Wednesday, August 5, 2009

Farm Values Drop in U.S. First Time Since '87; Revival Forecast

From Bloomberg:
Farmland prices, which advanced for 21 years, couldn’t escape the worst plunge in real estate since the Great Depression.

The value of all land and buildings on farms averaged $2,100 an acre at the start of 2009, down 3.2 percent from a year earlier, the first decline since 1987, the U.S. Department of Agriculture said yesterday in an annual report. Prices in Corn Belt states including Iowa and Illinois fell 2.2 percent to $3,620 an acre. In Montana they plunged 22 percent to $700.

No U.S. real estate avoided the damage caused by subprime- mortgage defaults that sent home prices in cities down 19 percent last year and led to a 35 percent plunge in commercial values from an October 2007 peak. Farmland is starting to pick up and may return 10 percent a year as the recession eases, said Jeff Conrad at Hancock Agricultural Investment Group in Boston.

“The market is taking a breather, but demand fundamentals are still in place,” said Conrad, a managing director who helps oversee $1.1 billion of farmland that returned 4.4 percent in the year ended June 30. “Population, more western-style diets and land availability all point toward more growth.”

Corn, wheat and soybeans dropped from records last year as the first global recession since World War II worsened and farmers increased world grains production by 5 percent, according to International Grains Council figures. The USDA expects net-farm income to drop 20 percent this year to $71.3 billion from last year’s record.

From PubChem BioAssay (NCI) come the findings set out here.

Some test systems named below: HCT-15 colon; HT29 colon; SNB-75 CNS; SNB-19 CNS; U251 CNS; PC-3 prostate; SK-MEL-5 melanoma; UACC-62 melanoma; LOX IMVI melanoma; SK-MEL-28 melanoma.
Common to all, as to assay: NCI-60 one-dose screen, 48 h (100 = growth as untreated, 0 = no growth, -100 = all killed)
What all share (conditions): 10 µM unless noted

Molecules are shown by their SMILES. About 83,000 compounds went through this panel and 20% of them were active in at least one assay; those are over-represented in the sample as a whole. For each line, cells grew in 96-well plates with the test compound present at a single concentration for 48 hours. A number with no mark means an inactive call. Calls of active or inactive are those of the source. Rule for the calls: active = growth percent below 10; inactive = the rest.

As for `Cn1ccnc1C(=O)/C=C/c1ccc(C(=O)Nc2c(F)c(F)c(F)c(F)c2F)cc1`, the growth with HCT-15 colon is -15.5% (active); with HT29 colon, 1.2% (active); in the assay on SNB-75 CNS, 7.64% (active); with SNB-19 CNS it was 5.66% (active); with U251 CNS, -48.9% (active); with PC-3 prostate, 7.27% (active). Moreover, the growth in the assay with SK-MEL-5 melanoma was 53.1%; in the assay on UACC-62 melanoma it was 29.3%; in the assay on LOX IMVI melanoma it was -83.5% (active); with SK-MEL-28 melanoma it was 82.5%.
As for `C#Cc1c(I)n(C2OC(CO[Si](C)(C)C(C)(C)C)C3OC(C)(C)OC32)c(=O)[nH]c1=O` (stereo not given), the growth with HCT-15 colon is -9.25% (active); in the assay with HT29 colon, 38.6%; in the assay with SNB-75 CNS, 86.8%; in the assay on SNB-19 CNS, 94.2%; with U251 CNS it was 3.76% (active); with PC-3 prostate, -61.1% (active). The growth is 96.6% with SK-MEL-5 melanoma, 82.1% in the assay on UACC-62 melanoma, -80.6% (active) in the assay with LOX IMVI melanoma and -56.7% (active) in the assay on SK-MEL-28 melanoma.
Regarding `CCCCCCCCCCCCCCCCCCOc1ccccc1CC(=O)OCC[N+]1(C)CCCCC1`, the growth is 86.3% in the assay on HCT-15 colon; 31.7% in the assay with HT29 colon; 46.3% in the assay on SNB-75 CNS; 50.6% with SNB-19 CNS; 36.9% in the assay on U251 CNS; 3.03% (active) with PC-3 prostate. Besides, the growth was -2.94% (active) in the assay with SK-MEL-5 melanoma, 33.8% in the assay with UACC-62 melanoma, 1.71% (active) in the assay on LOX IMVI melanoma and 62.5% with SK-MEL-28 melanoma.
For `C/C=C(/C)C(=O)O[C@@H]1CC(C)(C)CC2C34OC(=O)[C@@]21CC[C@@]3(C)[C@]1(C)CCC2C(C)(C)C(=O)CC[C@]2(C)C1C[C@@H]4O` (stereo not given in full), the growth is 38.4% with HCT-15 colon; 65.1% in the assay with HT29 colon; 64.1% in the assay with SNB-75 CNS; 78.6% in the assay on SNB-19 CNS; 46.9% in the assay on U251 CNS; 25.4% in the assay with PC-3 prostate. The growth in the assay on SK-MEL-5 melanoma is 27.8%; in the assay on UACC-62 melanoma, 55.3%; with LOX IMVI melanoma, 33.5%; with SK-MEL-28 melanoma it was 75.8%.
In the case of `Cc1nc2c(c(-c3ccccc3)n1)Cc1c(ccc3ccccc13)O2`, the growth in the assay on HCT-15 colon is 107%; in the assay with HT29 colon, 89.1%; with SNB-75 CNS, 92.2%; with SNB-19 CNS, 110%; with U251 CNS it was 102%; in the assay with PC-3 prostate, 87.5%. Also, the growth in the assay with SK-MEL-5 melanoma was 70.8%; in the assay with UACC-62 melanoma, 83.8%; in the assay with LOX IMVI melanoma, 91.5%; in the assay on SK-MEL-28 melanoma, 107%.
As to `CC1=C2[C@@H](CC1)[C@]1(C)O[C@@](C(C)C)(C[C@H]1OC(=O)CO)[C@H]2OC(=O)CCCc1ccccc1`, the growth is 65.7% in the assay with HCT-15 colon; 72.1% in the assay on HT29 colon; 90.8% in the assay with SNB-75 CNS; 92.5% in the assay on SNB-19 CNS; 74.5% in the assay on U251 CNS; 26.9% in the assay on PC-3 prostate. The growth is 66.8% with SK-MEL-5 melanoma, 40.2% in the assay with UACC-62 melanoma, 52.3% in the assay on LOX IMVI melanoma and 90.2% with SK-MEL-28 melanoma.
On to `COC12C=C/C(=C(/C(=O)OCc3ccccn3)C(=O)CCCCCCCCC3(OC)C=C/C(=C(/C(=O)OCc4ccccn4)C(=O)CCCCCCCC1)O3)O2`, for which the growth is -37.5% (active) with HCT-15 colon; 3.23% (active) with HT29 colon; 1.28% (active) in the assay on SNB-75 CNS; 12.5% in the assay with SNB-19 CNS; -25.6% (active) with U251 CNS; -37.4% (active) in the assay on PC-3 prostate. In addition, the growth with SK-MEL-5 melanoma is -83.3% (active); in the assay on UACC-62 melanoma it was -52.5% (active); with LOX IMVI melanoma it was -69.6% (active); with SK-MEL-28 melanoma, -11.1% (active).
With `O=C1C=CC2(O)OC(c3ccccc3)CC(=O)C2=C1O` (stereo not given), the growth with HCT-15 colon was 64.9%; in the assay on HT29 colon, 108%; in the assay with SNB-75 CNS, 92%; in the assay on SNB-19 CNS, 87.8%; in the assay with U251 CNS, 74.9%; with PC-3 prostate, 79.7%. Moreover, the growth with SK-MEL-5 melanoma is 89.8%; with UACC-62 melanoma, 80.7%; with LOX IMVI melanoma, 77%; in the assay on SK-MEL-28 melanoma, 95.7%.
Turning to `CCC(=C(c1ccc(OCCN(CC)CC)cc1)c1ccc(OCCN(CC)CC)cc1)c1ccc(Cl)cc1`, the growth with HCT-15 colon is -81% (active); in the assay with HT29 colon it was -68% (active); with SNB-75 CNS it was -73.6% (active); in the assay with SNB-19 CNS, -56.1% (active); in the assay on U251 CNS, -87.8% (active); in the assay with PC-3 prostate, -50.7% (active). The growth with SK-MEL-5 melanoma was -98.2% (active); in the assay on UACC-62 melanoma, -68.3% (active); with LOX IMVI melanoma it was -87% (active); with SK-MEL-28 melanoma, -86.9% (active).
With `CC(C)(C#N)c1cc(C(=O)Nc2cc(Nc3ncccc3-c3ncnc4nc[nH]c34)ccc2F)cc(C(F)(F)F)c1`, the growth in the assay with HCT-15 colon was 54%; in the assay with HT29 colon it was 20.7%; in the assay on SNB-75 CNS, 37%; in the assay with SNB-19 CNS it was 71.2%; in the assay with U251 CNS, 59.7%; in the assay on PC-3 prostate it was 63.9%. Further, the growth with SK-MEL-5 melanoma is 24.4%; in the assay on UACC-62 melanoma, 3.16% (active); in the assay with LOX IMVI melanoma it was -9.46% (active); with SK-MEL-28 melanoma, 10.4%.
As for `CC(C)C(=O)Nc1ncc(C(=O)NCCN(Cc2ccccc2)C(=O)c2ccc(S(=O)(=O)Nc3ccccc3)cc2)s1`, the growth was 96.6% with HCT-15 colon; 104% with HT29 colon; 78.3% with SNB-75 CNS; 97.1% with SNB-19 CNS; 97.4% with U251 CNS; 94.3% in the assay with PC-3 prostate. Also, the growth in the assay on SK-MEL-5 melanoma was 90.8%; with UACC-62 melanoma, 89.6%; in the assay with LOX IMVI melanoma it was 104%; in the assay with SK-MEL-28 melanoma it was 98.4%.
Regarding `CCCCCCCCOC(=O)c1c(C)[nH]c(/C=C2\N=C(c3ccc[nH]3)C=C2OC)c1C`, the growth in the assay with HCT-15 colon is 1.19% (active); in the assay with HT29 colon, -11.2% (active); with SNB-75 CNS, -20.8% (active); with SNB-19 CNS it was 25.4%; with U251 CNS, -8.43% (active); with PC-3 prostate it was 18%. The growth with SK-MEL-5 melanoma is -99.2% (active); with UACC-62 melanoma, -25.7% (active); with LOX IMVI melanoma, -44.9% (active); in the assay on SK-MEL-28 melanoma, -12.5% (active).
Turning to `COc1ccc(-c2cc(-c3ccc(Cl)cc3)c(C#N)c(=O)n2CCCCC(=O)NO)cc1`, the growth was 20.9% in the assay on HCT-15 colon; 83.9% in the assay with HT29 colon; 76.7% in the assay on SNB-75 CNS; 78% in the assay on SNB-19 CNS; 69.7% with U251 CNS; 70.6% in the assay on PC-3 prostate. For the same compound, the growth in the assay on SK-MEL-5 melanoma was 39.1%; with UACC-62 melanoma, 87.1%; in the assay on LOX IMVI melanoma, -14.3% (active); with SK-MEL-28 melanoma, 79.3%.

Credit Crisis

Wheat fell 31 percent last year on the Chicago Board of Trade while soybeans declined 19 percent and corn 11 percent....MORE

Prior posts:

July 2009-Food security fears drive fund farm investments

March 2009-The Last Holdout: "U.S. farmland fetches top dollar despite recession"

January 2009-The New Paranoia: Hedge-Funders Are Bullish on Gold, Guns, and Inflatable Lifeboats

February 2008-The hedge fund manager who bought a farm

Farm visits can ease mental illness

Finally a story from John Kenneth Galbraith:

This tale is said to be told by John Kenneth Galbraith on himself. As a boy he lived on a farm in Canada. On the adjoining farm, lived a girl he was fond of. One day as they sat together on the top rail of the cattle pen they watched a bull servicing a cow. Galbraith turned to the girl, with what he hoped was a suggestive look, saying, "That looks like it would be fun." She replied, "Well.... She’s your cow."